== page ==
Ableism in practicing art – how to create a healthier practice

There’s a cliche that tells us to set off as we intend to carry on. As a woman with a disability and lately, some pretty dire health issues, I thought that in creating art, I would have a pretty good perspective on how to build an instance with a collective where our disabilities and health would be something that isn’t negated. This isn’t just important to me as a person whose disabilities and health requires some consideration, but also important as a person who cares about the people I work with.

Under the pressure of creation, we can fall into ableist patterns – we find ourselves in a place where the consideration is on the deadline, the creation, and not on the creators in the project. The health and abilities of everyone can be a priority, but must be considered in advance.

Here’s some things I learned. I’m sharing for others who wish to consider their own ableism in the function of art building. This is from my own point of view – that of an aspie artistic director of a feminist, diverse, mixed gender, age, race, discipline collective. I do think these can translate to any collaborative practice. This is by no means exhaustive, but for the health and ability of a group of strong creators working together:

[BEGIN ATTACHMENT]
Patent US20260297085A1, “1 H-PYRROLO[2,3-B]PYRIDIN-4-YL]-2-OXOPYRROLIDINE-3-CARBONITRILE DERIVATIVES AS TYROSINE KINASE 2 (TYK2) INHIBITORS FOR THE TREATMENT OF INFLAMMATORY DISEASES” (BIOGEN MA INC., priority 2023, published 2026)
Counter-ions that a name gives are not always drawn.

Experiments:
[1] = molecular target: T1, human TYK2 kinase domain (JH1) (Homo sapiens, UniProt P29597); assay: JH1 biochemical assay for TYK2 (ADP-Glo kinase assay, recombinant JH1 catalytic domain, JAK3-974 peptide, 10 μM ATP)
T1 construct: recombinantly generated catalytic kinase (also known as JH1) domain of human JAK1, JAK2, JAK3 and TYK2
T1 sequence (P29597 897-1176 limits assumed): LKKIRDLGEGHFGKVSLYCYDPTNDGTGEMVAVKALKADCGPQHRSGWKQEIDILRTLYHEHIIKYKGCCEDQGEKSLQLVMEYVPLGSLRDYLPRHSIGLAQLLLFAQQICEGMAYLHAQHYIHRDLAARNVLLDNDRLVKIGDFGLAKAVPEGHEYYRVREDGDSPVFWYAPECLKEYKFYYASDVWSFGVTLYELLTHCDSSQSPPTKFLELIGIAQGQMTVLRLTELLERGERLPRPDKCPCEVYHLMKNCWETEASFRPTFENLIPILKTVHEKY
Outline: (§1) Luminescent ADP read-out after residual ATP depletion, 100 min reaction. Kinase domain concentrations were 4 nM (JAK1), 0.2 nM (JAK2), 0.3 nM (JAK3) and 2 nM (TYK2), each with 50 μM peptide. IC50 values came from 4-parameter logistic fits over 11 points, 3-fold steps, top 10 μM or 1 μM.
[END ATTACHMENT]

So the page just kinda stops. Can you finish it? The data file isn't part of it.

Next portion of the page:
1. PREPAREConsider ability and health at the outset, long before you start working. When you get into the middle of a creation, things move so fast under the tension of deadlines and the aspect of losing yourself in the zone that health can become problematic without even noticing. Do this in your team-building if you can – in those meetings where you are facilitating relationships.